Food and urban agriculture strategy "Fresh" for Edmonton

Edmonton, Canada

Food production must be added to urban planning policy and legislation to increase the normality of urban agriculture in Edmonton

While growing food has always occurred in cities, particularly in the later part of the twentieth-century food production lost its legitimacy as an acceptable urban activity and subsequently was largely erased from most urban planning policy and legislation. But over the past two decades, growing numbers of citizens are challenging urban municipalities to support and enable urban agriculture, as they engage in activities to better feed the city. 

Development of Edmonton’s food and agriculture strategy, Fresh, included workshops, public education campaigns, and council hearings

This case study highlights how food activists within Edmonton mobilized local citizens to pressure City Council to change the parameters of what was up for debate regarding future urban development.

In response to the public mobilization, significant amendments were made to the Municipal Development Plan, putting on hold proposed residential and industrial developments in one of the few remaining agricultural regions in the city, and enabling the development of Fresh, Edmonton’s food and urban agriculture strategy. 


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City information
City
Edmonton

Size and population development
2011: 1,142,000; 1990: 831,000; 2025: 1,427,000; 2010-2015: +1.76% / year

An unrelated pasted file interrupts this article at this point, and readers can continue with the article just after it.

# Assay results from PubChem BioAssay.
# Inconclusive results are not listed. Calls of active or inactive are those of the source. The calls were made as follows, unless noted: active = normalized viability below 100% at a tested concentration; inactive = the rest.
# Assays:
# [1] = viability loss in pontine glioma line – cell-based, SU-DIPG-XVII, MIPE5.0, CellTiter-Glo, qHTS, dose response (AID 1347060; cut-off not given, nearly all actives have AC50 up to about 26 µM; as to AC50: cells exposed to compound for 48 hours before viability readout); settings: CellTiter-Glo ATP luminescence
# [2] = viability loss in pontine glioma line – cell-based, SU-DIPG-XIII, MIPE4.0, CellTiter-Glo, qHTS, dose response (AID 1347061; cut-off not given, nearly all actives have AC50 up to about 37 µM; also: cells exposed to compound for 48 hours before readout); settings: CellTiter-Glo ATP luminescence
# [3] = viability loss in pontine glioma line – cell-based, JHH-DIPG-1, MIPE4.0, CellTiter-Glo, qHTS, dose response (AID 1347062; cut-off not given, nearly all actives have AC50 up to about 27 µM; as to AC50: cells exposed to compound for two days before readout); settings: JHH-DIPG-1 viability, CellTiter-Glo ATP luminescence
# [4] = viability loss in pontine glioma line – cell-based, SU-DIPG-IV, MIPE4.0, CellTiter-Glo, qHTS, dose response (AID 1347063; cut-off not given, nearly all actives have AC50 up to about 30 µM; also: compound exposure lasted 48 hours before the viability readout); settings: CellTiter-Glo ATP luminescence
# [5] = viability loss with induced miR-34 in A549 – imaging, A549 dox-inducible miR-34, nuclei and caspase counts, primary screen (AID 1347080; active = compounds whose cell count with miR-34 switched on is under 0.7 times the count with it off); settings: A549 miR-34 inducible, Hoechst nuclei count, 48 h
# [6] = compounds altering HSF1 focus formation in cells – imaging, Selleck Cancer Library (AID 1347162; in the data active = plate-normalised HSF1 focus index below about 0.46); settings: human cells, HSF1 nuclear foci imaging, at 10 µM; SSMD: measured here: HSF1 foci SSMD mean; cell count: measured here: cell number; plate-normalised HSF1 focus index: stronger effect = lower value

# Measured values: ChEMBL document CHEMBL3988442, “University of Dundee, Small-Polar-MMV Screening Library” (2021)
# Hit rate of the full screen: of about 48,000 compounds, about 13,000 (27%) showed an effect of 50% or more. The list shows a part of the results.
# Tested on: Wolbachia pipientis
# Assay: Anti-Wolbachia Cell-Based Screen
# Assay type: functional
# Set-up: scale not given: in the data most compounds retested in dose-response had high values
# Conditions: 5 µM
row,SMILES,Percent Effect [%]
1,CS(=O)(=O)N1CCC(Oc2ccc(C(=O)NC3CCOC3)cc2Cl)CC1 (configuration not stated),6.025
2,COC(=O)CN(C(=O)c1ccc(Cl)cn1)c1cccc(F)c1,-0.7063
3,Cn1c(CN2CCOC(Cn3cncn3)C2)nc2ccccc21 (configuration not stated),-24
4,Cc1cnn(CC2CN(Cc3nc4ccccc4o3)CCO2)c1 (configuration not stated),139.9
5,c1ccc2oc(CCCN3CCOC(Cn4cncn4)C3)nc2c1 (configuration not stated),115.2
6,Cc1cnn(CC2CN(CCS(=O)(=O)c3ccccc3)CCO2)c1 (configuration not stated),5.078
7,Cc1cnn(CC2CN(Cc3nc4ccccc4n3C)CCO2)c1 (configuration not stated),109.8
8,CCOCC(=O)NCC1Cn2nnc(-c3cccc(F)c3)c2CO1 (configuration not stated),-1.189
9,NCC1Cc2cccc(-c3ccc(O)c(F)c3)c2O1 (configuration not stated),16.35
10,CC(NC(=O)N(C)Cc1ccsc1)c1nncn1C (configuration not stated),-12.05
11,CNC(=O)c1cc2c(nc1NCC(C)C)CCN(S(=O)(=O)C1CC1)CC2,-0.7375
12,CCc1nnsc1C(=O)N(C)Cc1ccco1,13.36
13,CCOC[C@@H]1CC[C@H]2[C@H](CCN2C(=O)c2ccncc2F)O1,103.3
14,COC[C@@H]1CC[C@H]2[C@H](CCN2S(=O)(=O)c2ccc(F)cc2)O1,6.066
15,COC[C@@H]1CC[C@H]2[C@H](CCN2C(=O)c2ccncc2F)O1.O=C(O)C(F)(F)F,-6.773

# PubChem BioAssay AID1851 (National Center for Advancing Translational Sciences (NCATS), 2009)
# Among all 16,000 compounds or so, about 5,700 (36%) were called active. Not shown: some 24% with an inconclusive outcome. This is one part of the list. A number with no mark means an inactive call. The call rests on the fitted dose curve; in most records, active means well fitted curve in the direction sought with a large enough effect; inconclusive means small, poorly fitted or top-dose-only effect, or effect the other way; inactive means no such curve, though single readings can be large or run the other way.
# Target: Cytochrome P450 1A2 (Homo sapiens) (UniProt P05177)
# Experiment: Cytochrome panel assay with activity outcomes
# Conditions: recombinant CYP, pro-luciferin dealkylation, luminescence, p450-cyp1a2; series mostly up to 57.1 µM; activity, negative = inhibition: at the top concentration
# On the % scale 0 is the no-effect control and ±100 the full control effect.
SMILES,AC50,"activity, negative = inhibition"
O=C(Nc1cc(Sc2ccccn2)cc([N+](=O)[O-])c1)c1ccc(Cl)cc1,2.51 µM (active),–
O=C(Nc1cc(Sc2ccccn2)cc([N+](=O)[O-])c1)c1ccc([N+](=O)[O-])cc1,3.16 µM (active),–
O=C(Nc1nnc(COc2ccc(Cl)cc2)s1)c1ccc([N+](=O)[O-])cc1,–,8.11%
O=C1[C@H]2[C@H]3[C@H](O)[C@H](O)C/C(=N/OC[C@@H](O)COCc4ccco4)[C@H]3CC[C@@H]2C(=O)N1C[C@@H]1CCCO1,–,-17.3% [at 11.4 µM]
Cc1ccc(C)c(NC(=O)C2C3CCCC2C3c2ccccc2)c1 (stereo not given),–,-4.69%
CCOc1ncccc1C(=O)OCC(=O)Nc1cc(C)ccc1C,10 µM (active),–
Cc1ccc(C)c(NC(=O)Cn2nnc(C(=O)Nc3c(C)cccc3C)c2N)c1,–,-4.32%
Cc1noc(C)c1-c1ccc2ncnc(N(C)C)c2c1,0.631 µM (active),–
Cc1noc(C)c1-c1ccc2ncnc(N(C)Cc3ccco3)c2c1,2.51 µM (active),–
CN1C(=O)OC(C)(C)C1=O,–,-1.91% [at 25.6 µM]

Population composition
one quarter of the population belongs to a minority group

Main functions
known as the "festival city"; cultural and educational centre.

Main industries / business
oil and gas industries (important reserves)

Political structure
Mayor and City Council

Administrative structure
7 sectors divided up into 375 neighbourhoods

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Background and objectives

Edmonton is the capital city of Alberta, and the most northerly metropolitan region in Canada. As the gateway to Canada’s north and the Athabasca bitumen deposits, the region supports a strong economy fueled largely by the energy industry, and is one of Canada’s fastest growing municipalities. Edmonton is also located on some of the best agricultural soils in Canada, representing the highest concentration of Class 1 soils in Alberta. Yet Edmonton has the second largest ecological footprint (EF) in Canada (8.56 global hectares (gha)/ 21.15 acres per person), 30% larger than the Canada average EF (7.25 gha/ 17.9 acres per person) and 2.9 times larger than the average global EF of 2.7 gha/6.67 acres per person. Edmonton is a sprawling metropolis in which the automobile largely determines the structure of the city